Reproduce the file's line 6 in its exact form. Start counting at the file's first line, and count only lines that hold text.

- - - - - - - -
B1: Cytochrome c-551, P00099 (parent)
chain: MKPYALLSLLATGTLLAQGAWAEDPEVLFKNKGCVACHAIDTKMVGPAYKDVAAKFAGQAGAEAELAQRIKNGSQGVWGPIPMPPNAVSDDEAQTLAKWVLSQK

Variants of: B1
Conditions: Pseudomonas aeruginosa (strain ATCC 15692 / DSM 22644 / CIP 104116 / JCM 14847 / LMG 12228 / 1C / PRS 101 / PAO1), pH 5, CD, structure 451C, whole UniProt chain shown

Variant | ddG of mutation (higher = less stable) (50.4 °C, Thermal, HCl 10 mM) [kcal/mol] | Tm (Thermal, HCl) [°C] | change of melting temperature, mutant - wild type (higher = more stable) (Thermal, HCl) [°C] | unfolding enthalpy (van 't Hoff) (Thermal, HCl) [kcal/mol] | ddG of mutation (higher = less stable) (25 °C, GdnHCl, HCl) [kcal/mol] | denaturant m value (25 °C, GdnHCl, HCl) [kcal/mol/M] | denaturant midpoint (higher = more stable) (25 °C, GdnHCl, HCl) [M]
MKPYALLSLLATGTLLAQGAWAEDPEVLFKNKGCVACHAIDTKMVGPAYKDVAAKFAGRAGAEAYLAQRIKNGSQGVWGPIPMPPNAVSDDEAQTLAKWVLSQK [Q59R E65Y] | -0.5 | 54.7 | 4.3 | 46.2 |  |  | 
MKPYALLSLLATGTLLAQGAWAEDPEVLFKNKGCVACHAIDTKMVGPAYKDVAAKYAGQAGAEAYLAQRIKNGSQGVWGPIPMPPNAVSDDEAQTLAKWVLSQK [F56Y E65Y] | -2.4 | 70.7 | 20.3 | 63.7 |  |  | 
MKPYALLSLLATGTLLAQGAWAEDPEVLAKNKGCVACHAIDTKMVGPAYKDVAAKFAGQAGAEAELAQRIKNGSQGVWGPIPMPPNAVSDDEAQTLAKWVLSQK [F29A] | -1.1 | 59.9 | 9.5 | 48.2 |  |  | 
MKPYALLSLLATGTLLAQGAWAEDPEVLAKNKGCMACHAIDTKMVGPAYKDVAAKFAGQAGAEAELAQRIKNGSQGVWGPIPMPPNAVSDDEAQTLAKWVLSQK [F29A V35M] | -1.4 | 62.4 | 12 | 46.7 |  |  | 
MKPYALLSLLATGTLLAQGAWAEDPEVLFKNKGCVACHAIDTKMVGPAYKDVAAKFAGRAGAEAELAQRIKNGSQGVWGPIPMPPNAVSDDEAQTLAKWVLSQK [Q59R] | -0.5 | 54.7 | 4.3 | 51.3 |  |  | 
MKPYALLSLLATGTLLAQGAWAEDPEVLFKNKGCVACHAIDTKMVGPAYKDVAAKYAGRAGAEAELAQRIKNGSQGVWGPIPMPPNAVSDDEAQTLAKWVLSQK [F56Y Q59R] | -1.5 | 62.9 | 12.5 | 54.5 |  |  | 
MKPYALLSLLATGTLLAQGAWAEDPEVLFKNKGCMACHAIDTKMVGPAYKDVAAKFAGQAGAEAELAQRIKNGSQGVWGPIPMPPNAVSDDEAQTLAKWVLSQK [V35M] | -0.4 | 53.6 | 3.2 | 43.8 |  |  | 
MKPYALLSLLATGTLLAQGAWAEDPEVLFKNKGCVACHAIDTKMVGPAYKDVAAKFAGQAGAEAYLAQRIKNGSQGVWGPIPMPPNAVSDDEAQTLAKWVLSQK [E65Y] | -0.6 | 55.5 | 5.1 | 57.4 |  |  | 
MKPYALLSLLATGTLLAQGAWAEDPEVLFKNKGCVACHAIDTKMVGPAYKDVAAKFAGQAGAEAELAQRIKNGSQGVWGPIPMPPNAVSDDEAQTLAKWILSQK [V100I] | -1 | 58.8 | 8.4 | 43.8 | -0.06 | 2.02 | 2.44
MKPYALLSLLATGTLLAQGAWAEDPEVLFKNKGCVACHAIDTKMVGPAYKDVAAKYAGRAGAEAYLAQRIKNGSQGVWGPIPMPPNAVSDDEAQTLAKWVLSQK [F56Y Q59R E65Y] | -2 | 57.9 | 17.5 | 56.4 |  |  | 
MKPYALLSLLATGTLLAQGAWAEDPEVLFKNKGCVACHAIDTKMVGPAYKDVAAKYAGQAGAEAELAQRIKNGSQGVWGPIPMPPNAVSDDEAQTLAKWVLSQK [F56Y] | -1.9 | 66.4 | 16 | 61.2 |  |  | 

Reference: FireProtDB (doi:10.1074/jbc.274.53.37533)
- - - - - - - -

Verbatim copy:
MKPYALLSLLATGTLLAQGAWAEDPEVLFKNKGCVACHAIDTKMVGPAYKDVAAKFAGRAGAEAYLAQRIKNGSQGVWGPIPMPPNAVSDDEAQTLAKWVLSQK [Q59R E65Y] | -0.5 | 54.7 | 4.3 | 46.2 |  |  | 